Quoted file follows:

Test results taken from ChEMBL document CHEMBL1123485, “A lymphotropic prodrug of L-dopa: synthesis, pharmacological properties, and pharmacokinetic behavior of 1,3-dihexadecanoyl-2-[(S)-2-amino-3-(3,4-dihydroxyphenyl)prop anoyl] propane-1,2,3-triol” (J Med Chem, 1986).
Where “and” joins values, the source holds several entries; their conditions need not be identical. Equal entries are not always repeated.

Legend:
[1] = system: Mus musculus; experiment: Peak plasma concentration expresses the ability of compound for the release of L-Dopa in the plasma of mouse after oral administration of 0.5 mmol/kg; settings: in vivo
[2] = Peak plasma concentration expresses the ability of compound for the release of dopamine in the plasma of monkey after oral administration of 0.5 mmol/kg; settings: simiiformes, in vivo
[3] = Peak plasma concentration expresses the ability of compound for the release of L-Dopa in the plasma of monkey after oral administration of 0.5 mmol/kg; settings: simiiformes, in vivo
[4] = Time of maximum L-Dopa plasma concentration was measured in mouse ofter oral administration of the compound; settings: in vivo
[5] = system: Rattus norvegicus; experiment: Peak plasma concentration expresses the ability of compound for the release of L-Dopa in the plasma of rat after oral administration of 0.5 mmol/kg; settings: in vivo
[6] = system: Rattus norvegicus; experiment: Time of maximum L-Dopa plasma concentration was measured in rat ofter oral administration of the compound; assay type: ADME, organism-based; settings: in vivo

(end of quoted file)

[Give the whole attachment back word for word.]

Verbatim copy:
Test results taken from ChEMBL document CHEMBL1123485, “A lymphotropic prodrug of L-dopa: synthesis, pharmacological properties, and pharmacokinetic behavior of 1,3-dihexadecanoyl-2-[(S)-2-amino-3-(3,4-dihydroxyphenyl)prop anoyl] propane-1,2,3-triol” (J Med Chem, 1986).
Where “and” joins values, the source holds several entries; their conditions need not be identical. Equal entries are not always repeated.

Legend:
[1] = system: Mus musculus; experiment: Peak plasma concentration expresses the ability of compound for the release of L-Dopa in the plasma of mouse after oral administration of 0.5 mmol/kg; settings: in vivo
[2] = Peak plasma concentration expresses the ability of compound for the release of dopamine in the plasma of monkey after oral administration of 0.5 mmol/kg; settings: simiiformes, in vivo
[3] = Peak plasma concentration expresses the ability of compound for the release of L-Dopa in the plasma of monkey after oral administration of 0.5 mmol/kg; settings: simiiformes, in vivo
[4] = Time of maximum L-Dopa plasma concentration was measured in mouse ofter oral administration of the compound; settings: in vivo
[5] = system: Rattus norvegicus; experiment: Peak plasma concentration expresses the ability of compound for the release of L-Dopa in the plasma of rat after oral administration of 0.5 mmol/kg; settings: in vivo
[6] = system: Rattus norvegicus; experiment: Time of maximum L-Dopa plasma concentration was measured in rat ofter oral administration of the compound; assay type: ADME, organism-based; settings: in vivo